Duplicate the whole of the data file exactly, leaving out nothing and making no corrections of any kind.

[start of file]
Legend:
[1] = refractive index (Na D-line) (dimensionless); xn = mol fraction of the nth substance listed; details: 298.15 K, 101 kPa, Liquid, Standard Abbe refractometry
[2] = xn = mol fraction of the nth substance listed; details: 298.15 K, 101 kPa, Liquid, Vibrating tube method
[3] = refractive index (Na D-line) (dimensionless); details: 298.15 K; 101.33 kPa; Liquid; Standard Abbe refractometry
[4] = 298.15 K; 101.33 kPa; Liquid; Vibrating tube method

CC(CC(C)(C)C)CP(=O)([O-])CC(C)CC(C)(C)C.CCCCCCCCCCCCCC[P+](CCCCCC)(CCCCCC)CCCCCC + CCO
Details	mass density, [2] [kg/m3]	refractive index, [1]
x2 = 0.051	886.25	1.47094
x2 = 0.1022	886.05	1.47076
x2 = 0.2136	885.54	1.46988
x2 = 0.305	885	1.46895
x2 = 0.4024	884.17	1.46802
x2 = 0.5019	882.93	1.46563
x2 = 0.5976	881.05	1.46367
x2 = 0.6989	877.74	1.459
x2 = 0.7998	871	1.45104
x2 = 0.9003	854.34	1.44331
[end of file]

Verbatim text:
Legend:
[1] = refractive index (Na D-line) (dimensionless); xn = mol fraction of the nth substance listed; details: 298.15 K, 101 kPa, Liquid, Standard Abbe refractometry
[2] = xn = mol fraction of the nth substance listed; details: 298.15 K, 101 kPa, Liquid, Vibrating tube method
[3] = refractive index (Na D-line) (dimensionless); details: 298.15 K; 101.33 kPa; Liquid; Standard Abbe refractometry
[4] = 298.15 K; 101.33 kPa; Liquid; Vibrating tube method

CC(CC(C)(C)C)CP(=O)([O-])CC(C)CC(C)(C)C.CCCCCCCCCCCCCC[P+](CCCCCC)(CCCCCC)CCCCCC + CCO
Details	mass density, [2] [kg/m3]	refractive index, [1]
x2 = 0.051	886.25	1.47094
x2 = 0.1022	886.05	1.47076
x2 = 0.2136	885.54	1.46988
x2 = 0.305	885	1.46895
x2 = 0.4024	884.17	1.46802
x2 = 0.5019	882.93	1.46563
x2 = 0.5976	881.05	1.46367
x2 = 0.6989	877.74	1.459
x2 = 0.7998	871	1.45104
x2 = 0.9003	854.34	1.44331